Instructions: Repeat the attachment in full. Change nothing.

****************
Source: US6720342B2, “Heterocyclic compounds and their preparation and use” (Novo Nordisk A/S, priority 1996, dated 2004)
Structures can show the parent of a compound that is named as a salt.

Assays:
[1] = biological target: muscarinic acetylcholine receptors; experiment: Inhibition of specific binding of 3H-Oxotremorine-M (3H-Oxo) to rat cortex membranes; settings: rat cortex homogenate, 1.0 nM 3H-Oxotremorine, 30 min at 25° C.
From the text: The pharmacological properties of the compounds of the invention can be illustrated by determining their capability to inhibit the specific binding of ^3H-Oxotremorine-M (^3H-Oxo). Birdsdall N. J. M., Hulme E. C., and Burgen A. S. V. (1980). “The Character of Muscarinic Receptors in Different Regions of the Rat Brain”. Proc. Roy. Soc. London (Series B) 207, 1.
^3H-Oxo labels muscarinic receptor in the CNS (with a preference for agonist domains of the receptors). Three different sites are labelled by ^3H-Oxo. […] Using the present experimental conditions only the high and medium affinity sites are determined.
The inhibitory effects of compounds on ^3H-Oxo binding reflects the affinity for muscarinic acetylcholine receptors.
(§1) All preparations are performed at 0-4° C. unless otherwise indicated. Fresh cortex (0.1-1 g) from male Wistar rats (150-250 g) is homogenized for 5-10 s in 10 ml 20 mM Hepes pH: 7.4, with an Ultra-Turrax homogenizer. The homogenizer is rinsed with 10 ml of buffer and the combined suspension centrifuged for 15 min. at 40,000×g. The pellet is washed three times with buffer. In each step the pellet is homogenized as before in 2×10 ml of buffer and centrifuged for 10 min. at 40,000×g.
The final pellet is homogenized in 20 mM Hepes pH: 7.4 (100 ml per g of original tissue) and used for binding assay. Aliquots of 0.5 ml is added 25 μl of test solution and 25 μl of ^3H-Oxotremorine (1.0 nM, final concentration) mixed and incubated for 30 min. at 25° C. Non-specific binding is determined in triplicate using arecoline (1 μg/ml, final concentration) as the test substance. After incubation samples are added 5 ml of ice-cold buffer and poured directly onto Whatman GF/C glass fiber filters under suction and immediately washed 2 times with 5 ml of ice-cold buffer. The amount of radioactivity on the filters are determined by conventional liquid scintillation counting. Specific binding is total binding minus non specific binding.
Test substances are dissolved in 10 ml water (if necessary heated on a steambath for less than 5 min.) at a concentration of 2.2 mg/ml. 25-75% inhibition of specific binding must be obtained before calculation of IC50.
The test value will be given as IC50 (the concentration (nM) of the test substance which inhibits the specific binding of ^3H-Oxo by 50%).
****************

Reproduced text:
Source: US6720342B2, “Heterocyclic compounds and their preparation and use” (Novo Nordisk A/S, priority 1996, dated 2004)
Structures can show the parent of a compound that is named as a salt.

Assays:
[1] = biological target: muscarinic acetylcholine receptors; experiment: Inhibition of specific binding of 3H-Oxotremorine-M (3H-Oxo) to rat cortex membranes; settings: rat cortex homogenate, 1.0 nM 3H-Oxotremorine, 30 min at 25° C.
From the text: The pharmacological properties of the compounds of the invention can be illustrated by determining their capability to inhibit the specific binding of ^3H-Oxotremorine-M (^3H-Oxo). Birdsdall N. J. M., Hulme E. C., and Burgen A. S. V. (1980). “The Character of Muscarinic Receptors in Different Regions of the Rat Brain”. Proc. Roy. Soc. London (Series B) 207, 1.
^3H-Oxo labels muscarinic receptor in the CNS (with a preference for agonist domains of the receptors). Three different sites are labelled by ^3H-Oxo. […] Using the present experimental conditions only the high and medium affinity sites are determined.
The inhibitory effects of compounds on ^3H-Oxo binding reflects the affinity for muscarinic acetylcholine receptors.
(§1) All preparations are performed at 0-4° C. unless otherwise indicated. Fresh cortex (0.1-1 g) from male Wistar rats (150-250 g) is homogenized for 5-10 s in 10 ml 20 mM Hepes pH: 7.4, with an Ultra-Turrax homogenizer. The homogenizer is rinsed with 10 ml of buffer and the combined suspension centrifuged for 15 min. at 40,000×g. The pellet is washed three times with buffer. In each step the pellet is homogenized as before in 2×10 ml of buffer and centrifuged for 10 min. at 40,000×g.
The final pellet is homogenized in 20 mM Hepes pH: 7.4 (100 ml per g of original tissue) and used for binding assay. Aliquots of 0.5 ml is added 25 μl of test solution and 25 μl of ^3H-Oxotremorine (1.0 nM, final concentration) mixed and incubated for 30 min. at 25° C. Non-specific binding is determined in triplicate using arecoline (1 μg/ml, final concentration) as the test substance. After incubation samples are added 5 ml of ice-cold buffer and poured directly onto Whatman GF/C glass fiber filters under suction and immediately washed 2 times with 5 ml of ice-cold buffer. The amount of radioactivity on the filters are determined by conventional liquid scintillation counting. Specific binding is total binding minus non specific binding.
Test substances are dissolved in 10 ml water (if necessary heated on a steambath for less than 5 min.) at a concentration of 2.2 mg/ml. 25-75% inhibition of specific binding must be obtained before calculation of IC50.
The test value will be given as IC50 (the concentration (nM) of the test substance which inhibits the specific binding of ^3H-Oxo by 50%).